Fine-tuning regulation of fibrinogen is of clinical interest because mild changes in fibrinogen levels can influence risk of coronary heart disease and stroke. Indeed, epidemiologic studies have calculated that the hazard ratio for coronary heart disease and stroke is as high as 1.8 for every 1-g/L increase in plasma fibrinogen levels.1  Along this line of thought, it would be of major interest to apply a similar approach to the regulation of other proteins of hemostasis, perhaps unveiling common regulators for several factors. The identification of miRNAs able to modulate fibrinogen production in vitro reveals a new level of regulation of fibrinogen biosynthesis. Further investigations for 4 selected miRNAs demonstrated 2 different modes of action: hsa-miR-409-3p targets and modifies the steady-state level of the FGB transcript, whereas the hsa-miR-29 family members are able to mediate a coordinated decrease of all 5 fibrinogen mRNAs. We think that our screening approach could be useful for the identification of regulatory miRNAs acting on other clinically relevant proteins, particularly those that influence human disease at modestly altered expression levels.

The online version of this article contains a data supplement.

The publication costs of this article were defrayed in part by page charge payment. Therefore, and solely to indicate this fact, this article is hereby marked “advertisement” in accordance with 18 USC section 1734.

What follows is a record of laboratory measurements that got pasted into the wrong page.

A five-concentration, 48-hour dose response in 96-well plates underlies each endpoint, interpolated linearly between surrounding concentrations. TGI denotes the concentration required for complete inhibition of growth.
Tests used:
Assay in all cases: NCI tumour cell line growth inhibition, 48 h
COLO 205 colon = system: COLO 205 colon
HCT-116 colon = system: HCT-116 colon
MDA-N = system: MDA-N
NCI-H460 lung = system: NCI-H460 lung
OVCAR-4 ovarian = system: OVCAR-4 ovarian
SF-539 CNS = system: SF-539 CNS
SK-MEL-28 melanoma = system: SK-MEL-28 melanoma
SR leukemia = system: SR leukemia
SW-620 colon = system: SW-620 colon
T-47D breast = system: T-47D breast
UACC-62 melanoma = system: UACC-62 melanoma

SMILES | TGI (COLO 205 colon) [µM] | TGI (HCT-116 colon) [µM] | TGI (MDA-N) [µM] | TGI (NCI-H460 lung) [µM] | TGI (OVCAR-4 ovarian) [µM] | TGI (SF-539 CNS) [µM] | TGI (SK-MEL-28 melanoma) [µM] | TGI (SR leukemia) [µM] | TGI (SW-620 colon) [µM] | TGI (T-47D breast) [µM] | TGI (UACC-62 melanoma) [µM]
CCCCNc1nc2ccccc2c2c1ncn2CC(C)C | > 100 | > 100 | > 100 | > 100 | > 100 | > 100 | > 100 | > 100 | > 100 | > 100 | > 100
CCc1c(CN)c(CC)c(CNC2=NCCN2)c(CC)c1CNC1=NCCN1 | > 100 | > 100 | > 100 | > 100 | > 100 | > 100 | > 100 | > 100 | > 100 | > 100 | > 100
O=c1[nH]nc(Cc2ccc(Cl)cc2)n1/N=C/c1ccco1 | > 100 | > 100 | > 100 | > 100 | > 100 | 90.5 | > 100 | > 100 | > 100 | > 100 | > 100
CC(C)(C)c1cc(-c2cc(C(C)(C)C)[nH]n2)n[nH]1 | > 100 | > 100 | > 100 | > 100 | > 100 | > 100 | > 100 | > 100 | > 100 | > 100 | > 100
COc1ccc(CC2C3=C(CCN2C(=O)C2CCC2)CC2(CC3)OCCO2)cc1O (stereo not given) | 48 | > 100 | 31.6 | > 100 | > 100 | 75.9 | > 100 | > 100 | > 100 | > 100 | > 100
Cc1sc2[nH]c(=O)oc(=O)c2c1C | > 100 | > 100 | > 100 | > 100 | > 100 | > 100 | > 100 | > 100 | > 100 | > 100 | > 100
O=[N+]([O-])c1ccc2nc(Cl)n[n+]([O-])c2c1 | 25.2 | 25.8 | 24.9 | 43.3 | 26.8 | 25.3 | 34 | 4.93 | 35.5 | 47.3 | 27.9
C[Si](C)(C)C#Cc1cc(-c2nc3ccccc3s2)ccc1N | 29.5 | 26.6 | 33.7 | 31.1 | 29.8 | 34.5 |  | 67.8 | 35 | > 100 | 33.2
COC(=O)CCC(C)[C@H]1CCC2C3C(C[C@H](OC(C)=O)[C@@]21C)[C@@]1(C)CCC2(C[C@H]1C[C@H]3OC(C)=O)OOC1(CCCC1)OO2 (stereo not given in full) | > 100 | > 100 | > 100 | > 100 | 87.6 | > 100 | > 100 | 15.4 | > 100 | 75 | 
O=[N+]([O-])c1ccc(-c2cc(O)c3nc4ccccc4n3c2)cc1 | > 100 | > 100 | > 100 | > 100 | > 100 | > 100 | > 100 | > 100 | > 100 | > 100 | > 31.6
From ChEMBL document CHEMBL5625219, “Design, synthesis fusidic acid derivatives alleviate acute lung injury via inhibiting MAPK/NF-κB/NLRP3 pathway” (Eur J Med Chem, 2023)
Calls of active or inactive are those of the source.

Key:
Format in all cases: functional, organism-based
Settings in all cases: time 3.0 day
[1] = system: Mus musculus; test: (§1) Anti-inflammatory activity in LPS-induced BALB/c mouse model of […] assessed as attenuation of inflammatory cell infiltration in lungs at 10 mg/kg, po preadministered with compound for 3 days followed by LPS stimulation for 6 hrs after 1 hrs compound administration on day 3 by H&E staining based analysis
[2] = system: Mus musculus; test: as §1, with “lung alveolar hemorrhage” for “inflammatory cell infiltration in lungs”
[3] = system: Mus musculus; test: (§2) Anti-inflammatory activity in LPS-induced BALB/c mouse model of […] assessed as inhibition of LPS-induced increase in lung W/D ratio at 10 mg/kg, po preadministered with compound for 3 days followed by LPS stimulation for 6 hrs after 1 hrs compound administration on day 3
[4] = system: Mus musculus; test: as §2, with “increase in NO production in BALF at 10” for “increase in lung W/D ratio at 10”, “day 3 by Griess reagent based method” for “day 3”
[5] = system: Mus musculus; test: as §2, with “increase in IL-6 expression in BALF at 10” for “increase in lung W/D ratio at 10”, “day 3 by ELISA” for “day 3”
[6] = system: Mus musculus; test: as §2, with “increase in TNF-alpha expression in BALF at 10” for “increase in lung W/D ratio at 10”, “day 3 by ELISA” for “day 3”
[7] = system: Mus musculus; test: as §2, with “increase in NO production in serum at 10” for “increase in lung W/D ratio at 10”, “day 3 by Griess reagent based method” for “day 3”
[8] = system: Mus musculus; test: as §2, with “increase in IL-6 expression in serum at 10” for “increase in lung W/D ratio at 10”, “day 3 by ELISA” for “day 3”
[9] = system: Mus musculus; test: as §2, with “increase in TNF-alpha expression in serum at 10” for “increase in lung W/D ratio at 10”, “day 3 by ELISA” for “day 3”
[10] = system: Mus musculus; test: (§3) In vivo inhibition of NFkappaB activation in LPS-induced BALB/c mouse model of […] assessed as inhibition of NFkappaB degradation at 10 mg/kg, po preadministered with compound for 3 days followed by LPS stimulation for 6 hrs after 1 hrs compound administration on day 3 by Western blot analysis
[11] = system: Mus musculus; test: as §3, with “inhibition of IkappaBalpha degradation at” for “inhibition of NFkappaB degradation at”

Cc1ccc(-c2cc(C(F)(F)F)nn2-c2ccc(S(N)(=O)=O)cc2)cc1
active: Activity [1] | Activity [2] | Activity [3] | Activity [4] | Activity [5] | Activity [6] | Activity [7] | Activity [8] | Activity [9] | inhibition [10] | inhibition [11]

The authors thank Maryline Gagnebin, Corinne Di Sanza, and Luciana Romano for their technical assistance and the genomics platform of the University of Geneva for their assistance.

This work was supported by the Dr Henri Dubois-Ferrière-Dinu Lipatti Foundation, the Swiss National Science Foundation (grant 31-A0119845), and the European Union AnEUploidy project (S.E.A.).

Contribution: A.F. and C.B. designed and performed research and analyzed data; E.M. provided expertise and helped with the statistical analysis of the data; S.E.A. and R.J.F. contributed to the design and analysis of the study; M.N.-A. designed and directed the study; and A.F., C.B., R.J.F., and M.N.-A. wrote the paper.

Conflict-of-interest disclosure: The authors declare no competing financial interests.

Correspondence: Marguerite Neerman-Arbez, Department of Genetic Medicine and Development, 1 Rue Michel Servet, 1211 Geneva, Switzerland; e-mail: [email protected].

1
Danesh
 
J
Lewington